A portrait of a tree in a landscape

Demonstrate through a series of direct drawing and individual practice sketches a basic understanding of how to draw a tree in a landscape.

Once students feel comfortable with the elements and composition, they draw their final image with white glue on black paper. Chalk pastels are used to add the color and detail to complete the project.
Students can express realistic colors found in nature or a more Fauvist approach to color/pattern.




Supplies: pencils, sketch paper, black construction paper, white glue in tubes, chalk pastels. Art prints and class handout of famous landscapes provide additional support to the student success of this project.

Autumn Still Life

This project takes several sessions to complete but is very engaging to students and presents new skills while reinforcing techniques. 

Supplies: tempera paint (with sponges and corks) water color, oil pastel, crayons, ruler, card stock or heavy watercolor paper, scissors and white glue

Part I painted paper

Part II draw with crayon and ruler then watercolor table and wall

Part III - look at still life elements, draw, cut, arrange and collage pieces using oil pastel for details, shadows and highlights.

Watercolor Sky

This project revisits the color wheel and connects to color theory as well as landscapes.
Using only yellow, orange, red, purple and blue watercolors (wet on wet) students create a sunset/sunrise sky. We did a direct painting process calling out each color together then painting an arch like stripe across the sky. Students were encouraged to keep the color edge wet and vary the width of the arches/stripes.

Part II using only black paper (great way to use up scraps) and glue sticks,  student tore the paper for the ground and then were given scissor and pencils to add other landscape type elements such as animals, trees, structures and rocks.  


Crazy for Klee

 Students were introduced to the artist Paul Klee and his work with color,shapes, form and design.
Using basic shape patterns (squares, rectangles, circles and triangles) as well as rulers they were guided in creating a castle like structure. These drawings were done with color pencil and metallic color pencil on black paper.

It's a nice alternative to the October Haunted House and can
carry on throughout the year.

This will be the go to project throughout the year
perfect for those students who finish projects early.

I like this project because it allows a lot of personal creative freedom. Reinforces skills such as tracing and using a ruler to make straight lines and connects to art history.

I have seen several lessons like this on line and really combined ideas from numerous sites so in no way is this 100% my original lesson.

Fall painted paper

Students in a variety of grades created fall painted paper using the colors (of both paper and Tempera paint) of red, green, orange, yellow and brown. This paper will be used by the students to create a numerous projects such as fall leaves, autumn still life and "I'm an applehead"...They used sponges and corks to apply the colors.

Mr. Bones Part I imagine...

A very fine web for a very busy spider

 This fun step by step lesson presents line direction (vertical, horizontal and diagonal) and can connect to science and or literature themes. I modeled a very simple process of creating a spider web. We practiced together then the students drew on their art paper with crayon/oil pastels.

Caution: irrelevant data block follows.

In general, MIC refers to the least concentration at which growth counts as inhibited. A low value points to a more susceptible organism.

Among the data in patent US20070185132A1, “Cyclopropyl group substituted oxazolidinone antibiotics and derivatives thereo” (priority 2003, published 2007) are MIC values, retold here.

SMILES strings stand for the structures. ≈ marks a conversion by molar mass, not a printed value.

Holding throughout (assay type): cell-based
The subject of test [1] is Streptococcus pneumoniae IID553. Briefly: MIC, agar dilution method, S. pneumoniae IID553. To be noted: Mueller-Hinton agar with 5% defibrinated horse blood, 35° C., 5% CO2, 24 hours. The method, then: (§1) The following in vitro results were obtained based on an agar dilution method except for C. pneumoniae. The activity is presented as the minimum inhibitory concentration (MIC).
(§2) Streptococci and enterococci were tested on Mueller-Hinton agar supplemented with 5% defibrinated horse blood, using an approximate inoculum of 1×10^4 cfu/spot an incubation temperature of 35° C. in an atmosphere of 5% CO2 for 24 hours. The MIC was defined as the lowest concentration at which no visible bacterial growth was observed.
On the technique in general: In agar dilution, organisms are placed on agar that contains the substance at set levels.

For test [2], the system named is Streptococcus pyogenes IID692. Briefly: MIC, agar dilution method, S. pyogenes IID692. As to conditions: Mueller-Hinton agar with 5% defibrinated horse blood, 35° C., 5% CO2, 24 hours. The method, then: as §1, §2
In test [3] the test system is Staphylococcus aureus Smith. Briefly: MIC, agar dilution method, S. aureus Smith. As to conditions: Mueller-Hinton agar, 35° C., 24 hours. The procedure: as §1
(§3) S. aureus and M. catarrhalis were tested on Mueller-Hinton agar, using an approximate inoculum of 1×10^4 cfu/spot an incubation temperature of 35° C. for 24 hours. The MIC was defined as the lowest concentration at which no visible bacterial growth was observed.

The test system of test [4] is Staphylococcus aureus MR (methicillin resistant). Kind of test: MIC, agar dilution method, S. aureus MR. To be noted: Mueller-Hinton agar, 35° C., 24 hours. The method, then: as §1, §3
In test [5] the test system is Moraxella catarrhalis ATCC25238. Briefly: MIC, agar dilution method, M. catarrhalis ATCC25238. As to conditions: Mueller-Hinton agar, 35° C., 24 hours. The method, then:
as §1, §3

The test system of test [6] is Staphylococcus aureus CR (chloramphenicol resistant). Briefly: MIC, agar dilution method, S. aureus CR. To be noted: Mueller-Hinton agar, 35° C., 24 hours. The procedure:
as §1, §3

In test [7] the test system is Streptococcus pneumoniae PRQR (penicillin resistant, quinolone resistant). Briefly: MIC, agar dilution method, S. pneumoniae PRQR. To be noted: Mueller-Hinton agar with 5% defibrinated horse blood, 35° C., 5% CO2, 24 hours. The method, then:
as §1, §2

Part II is the addition of night sky and an optional moon and salt stars. Using a limited range of cool night hue liquid watercolors students covered  over their web blending as they painted. A bottle cap with a tissue was used to blot out a cloudy moon. The last touch was a pinch of salt for starts. The the pieces were left to dry overnight and the salt brushed off, the result was grand. Spiders can be added as a collage element or drawn before the painting.

The book "The Very Busy Spider" makes a great connect to this project.


Day of the Dead

In honor of this cultural celebration 4th and 6th grade students are creating projects connected to this event.
Using a Sharpie to layout the details

4th grade students add details to skull

 4th graders drew and cut out (on newspaper) a large skull shape. This was painted with white tempera paint allowing some of the type to show through. This process is to reflect on the actual construction of paper mache skulls used to celebrate the day of the dead. Cardboard panels were given to each student and one sheet of foil. They covered the board with the foil leaving the surface as smooth as possible, names on the back of the board. The skull was glued in the middle of the foil area-this will provide the frame/background for the skull.
Part three is adding color and embellishments to both the sugar skull image and the background/frame. Artists used color sharpies, buttons, sequins and other decorative elements to complete these festive pieces.

Black and white skulls on silver foil panels

working at tables to add color and detail


This is Me!

 Welcome to the art room my Kinder friends, this is the project I start the year out with our youngest artists.

"This is me!"  a self portrait in color pencil/crayon on a pre-printed "frame" paper.

I learn so much just by this one simple project and hopefully the artists do too!


Apple still life

 Students in my mixed DHH class created wonderful painted paper apple still life collages. This was a two part project.
First the painting of the paper, reviewing colors talking about apples.
Part II:  drawing a horizontal line for the table looking at a still life (in this case by Cezanne), painting the background with water color, drawing and cutting out 5 apples, adding a tissue paper drape and then placing and attaching the apples/drape with white glue. Stems, leaves and a worm were added last.
I think they turned out grand and remind me of the work by author/artist Eric Carle.